NEA demands Arne Duncan's resignation

[Editor's Note: Teachers know that teacher unions are not junkets, but even with that reality the National Education Association's Representative Assemblies are hard working almost to a surprising amount. And so while most of us were celebrating the Fourth of July, the NEA was adding a new footnote to the words "Independence Day" by demanding that Arne Duncan resign. As Americans woke up on July 5 to the stunning silence following a day of fireworks and sports, the news from Denver was equally stunning. George N. Schmidt, Editor, Substance].

Chicago Public Schools "Chief Executive Officer" Arne Duncan was probably expecting that everyone at the December 17, 2008 meeting of the Board of Education would be swapping hugs and cheers for him. After all, The New York Times that morning had Duncan on its front page, posing with Barack Obama in an advertisement for the Academy of Urban School Leadership (AUSL). Obama had just announced that Duncan would become U.S. Secretary of Education in the Obama administration, and the Chicago photo op was part of the plan to expand the neoliberal attack on the nation's public schools from Chicago to every state in the USA. Many people still were conned by all that audacious hope that had brought tears to the eyes of millions in November 2008, when Obama walked out on to a carefully prepared stage in Chicago's Grant Park after winning the presidential election. Duncan's anger became great as the December 17 Board meeting progressed an a large number of teachers, parents, and students took the floor to criticize Duncan's hypocrisy, especially the "Renaissance 2010" program which was attacking the city's public school and privatizing as much as possible even before Duncan got to Washington to launch "Race To The Top" for the Obama administration in January 2009. Above, Duncan was photographed by Substance just before he walked out of the meeting briefly rather than flash his infamous anger at CORE leader Jackson Potter, who was speaking at the time (see next photo). Substance photo by George N. Schmidt.FROM EDUCATION WEEK:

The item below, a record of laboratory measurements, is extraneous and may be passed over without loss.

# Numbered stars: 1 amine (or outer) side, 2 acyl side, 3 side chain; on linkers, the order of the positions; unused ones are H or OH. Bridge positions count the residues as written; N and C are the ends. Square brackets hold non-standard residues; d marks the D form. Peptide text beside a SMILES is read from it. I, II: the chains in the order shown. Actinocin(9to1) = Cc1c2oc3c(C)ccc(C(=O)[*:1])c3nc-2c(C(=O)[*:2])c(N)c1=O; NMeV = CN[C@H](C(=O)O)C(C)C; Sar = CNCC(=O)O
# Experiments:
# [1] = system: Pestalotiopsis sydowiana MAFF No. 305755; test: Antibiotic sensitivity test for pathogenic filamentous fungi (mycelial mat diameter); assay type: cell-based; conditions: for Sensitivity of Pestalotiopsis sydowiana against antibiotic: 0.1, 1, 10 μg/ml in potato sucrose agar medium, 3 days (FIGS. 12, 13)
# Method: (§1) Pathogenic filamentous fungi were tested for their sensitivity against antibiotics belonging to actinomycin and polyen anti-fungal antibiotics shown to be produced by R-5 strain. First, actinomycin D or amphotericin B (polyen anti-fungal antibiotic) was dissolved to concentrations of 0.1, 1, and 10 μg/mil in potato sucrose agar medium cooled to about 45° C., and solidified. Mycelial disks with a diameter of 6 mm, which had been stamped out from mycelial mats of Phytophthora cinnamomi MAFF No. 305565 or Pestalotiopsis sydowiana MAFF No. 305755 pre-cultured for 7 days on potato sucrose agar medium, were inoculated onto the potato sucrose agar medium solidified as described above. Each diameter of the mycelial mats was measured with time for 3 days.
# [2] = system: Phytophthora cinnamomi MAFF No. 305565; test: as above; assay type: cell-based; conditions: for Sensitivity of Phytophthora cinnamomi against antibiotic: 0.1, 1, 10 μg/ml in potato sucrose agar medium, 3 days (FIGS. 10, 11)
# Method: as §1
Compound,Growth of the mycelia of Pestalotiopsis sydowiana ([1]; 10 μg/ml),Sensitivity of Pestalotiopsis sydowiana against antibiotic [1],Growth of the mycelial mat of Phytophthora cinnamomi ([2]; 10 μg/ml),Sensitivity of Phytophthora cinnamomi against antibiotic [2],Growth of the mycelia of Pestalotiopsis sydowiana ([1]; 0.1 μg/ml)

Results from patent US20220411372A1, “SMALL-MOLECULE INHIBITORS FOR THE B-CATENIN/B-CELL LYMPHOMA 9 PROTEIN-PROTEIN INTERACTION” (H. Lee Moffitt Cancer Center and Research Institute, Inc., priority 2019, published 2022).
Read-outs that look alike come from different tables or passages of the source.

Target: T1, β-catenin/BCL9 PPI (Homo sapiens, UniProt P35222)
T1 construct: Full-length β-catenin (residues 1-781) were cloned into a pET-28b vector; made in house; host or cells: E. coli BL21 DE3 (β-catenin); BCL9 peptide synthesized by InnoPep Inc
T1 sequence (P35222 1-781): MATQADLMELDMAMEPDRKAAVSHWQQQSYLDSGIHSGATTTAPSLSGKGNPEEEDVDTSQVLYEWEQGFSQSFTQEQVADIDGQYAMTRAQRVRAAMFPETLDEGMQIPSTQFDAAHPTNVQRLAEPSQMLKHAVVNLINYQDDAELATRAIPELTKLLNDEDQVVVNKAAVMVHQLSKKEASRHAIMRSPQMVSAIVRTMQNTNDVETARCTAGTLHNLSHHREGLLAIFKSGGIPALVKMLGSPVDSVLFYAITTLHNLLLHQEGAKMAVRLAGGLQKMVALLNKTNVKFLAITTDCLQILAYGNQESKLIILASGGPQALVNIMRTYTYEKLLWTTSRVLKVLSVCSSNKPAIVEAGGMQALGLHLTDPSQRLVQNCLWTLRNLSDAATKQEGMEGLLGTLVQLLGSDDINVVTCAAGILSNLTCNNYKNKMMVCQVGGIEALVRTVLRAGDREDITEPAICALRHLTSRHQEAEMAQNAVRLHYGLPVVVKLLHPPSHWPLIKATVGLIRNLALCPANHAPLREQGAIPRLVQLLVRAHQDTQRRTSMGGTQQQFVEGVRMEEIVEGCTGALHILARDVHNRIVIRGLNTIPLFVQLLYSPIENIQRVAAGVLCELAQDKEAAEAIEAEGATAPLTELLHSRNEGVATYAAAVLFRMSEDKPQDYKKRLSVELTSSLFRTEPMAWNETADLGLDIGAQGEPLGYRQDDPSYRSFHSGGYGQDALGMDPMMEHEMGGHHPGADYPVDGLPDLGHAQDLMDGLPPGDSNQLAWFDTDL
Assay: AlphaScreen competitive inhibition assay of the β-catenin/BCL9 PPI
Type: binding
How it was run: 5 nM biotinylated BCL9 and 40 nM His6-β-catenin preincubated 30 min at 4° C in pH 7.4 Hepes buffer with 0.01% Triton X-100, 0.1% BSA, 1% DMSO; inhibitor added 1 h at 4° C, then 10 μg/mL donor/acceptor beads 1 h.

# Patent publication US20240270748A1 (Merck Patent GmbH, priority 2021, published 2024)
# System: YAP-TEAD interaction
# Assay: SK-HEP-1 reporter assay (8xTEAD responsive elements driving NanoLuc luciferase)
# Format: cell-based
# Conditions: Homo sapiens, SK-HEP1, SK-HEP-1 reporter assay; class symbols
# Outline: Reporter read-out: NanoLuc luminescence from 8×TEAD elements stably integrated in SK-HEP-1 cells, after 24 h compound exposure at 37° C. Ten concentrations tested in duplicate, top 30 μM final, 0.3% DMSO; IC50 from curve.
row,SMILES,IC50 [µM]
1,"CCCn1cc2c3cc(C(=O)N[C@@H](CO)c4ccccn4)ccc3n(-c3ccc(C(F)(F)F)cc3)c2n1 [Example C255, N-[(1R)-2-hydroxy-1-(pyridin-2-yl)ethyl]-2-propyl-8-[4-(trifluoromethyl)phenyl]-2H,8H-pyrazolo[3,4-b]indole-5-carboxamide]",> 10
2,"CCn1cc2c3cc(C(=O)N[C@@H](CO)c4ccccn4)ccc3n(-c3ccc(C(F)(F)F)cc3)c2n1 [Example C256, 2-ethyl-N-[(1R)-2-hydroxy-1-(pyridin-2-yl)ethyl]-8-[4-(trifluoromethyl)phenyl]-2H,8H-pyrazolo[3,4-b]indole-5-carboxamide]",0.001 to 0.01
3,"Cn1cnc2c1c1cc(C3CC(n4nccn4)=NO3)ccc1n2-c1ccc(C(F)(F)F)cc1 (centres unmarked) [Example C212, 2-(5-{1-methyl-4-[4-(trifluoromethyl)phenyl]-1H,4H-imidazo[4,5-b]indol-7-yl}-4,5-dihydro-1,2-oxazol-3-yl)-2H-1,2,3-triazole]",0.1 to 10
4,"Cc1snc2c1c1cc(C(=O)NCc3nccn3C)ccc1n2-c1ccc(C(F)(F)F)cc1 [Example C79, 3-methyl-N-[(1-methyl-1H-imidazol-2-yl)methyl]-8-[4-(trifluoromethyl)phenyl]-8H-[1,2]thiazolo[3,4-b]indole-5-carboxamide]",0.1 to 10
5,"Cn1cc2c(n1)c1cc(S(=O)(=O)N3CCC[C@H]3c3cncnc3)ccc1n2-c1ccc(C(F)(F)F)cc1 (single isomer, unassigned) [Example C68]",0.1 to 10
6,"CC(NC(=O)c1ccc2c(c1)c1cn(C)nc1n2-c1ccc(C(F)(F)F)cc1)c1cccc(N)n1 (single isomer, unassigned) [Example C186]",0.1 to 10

NEA Calls for Secretary Duncan's Resignation. By Liana Heitin on July 4, 2014 7:57 PM. By Liana Heitin and Stephen Sawchuk


Delegates to the National Education Association's annual convention passed a new business item July 4 calling for U.S. Secretary of Education Arne Duncan to resign.

The surprising move comes on the heels of union anger over moves across the United States to revise due-process protections, tenure, and seniority—some of which have been supported by Democrats, including the Obama administration.

Proposed by the union's powerful California affiliate, the item cites "the Department's failed education agenda focused on more high-stakes testing, grading and pitting public school students against each other based on test scores" as its rationale for demanding the secretary's resignation. Similarly themed items were introduced at the 2013, 2012, 2011, and 2010 meetings, but have never before passed. (The union did, in 2011, approve an NBI severely chastising Duncan.)